Old Fashioned: The Story of the Wisconsin Supper Club
(USA / 2015 / Director: Holly L. De Ruyter)
A local dining tradition that has managed to persevere, the supper club is a unique experience that places the emphasis on family and hospitality, and this documentary celebrates the wonderful history and tradition behind this uniquely Wisconsin dining experience.
Tale of the Spotted Cow
(USA / 2015 / Director: Bill Roach)
This is a touching and inspiring documentary about the founders of New Glarus Brewery, creators of Wisconsin's signature craft beer. Their rags-to-riches tale is a vital story in the rich tapestry that is our state's hop-filled history.
A Year in Champagne
(USA, France / 2014 / Director: David Kennard)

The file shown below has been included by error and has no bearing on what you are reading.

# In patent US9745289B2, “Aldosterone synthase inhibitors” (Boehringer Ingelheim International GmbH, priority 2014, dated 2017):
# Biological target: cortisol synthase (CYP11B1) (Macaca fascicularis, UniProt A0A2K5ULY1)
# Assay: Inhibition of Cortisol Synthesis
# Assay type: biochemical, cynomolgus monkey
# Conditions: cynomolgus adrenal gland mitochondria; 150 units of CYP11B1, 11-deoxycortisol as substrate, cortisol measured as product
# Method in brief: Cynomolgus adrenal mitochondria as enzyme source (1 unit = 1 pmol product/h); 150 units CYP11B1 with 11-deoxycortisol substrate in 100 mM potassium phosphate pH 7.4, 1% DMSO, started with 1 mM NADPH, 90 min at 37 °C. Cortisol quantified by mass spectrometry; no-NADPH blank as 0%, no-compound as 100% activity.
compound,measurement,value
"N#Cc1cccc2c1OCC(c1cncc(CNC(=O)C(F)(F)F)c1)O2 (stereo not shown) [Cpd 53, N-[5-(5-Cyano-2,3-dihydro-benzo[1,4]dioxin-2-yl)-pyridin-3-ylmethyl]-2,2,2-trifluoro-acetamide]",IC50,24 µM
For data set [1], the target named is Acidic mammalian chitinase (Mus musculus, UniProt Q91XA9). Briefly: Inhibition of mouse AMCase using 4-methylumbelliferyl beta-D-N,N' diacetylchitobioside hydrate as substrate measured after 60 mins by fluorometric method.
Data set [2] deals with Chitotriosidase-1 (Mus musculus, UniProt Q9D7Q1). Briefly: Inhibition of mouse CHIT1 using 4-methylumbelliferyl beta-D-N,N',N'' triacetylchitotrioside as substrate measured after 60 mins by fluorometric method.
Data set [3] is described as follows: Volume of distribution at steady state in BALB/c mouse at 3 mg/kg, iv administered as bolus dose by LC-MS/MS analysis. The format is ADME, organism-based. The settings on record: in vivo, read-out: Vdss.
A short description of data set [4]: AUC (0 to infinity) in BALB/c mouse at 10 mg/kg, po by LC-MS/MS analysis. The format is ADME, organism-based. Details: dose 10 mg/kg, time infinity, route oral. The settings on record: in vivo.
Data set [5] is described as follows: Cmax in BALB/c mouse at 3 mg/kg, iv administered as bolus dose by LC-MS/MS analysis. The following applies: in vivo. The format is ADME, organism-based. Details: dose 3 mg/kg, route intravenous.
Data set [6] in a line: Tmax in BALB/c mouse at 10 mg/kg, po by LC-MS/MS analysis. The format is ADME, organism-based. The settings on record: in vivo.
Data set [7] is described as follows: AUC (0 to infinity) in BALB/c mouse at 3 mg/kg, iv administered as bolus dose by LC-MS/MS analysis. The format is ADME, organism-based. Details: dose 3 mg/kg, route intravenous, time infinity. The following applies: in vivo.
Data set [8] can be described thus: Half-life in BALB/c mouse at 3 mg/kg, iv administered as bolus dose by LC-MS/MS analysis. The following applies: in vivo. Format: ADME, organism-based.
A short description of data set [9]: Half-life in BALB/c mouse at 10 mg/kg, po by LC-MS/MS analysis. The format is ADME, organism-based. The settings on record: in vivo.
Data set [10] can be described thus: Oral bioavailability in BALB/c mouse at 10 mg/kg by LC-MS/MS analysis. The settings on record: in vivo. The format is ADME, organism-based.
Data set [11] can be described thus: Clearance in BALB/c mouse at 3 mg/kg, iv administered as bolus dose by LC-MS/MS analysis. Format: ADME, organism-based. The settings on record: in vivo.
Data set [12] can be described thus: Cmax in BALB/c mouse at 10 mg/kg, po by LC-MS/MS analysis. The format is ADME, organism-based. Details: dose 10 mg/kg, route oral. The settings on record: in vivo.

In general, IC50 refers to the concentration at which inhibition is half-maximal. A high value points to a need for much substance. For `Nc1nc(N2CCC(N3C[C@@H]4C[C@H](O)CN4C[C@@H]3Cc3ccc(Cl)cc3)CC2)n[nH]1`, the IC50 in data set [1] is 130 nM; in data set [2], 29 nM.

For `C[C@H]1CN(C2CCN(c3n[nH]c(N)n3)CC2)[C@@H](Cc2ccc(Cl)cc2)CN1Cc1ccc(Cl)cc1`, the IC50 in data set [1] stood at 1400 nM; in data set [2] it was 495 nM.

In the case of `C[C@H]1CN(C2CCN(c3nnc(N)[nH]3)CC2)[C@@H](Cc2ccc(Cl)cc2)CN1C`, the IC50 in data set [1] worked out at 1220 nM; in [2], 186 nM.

If one is going to celebrate in style, one must do so with champagne, and champagne is only truly champagne when it comes from the region of France that is its namesake. Journey on a rare behind-the-scenes look into the production of the bubbly, from small independent winemakers who still observe classic traditions (turning the bottles by hand in their wine cellars) to the massive businesses that have made champagne into the worldwide brand it is. This is an effervescent portrait of this art form's past, present and future, with an end product that is as much a fizzy delight as the sparkling wine it documents.